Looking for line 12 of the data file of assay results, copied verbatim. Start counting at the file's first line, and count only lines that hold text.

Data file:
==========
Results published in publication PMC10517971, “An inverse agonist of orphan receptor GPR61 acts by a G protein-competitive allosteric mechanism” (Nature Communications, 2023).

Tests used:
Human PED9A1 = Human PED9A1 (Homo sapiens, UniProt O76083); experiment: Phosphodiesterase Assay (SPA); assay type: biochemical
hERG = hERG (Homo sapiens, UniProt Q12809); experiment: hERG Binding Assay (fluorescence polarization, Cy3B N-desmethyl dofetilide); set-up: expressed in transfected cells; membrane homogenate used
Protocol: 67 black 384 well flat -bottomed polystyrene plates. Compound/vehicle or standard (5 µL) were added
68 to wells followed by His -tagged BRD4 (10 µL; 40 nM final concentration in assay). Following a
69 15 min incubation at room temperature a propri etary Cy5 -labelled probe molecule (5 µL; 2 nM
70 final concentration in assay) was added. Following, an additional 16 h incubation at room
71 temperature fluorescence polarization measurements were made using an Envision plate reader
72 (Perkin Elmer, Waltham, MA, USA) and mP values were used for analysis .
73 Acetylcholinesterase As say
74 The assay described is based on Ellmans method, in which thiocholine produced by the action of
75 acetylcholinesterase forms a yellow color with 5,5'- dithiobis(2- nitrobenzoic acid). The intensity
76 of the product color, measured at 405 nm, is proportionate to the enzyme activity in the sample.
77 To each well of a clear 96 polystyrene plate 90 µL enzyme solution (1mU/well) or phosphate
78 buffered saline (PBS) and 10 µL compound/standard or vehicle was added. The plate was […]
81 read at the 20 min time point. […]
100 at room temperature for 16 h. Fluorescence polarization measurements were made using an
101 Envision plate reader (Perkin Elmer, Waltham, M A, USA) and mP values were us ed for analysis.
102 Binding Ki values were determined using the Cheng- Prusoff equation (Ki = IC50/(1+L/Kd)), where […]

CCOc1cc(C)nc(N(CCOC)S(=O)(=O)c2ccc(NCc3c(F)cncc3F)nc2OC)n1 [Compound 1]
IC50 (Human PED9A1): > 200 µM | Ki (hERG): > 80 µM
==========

74 The assay described is based on Ellmans method, in which thiocholine produced by the action of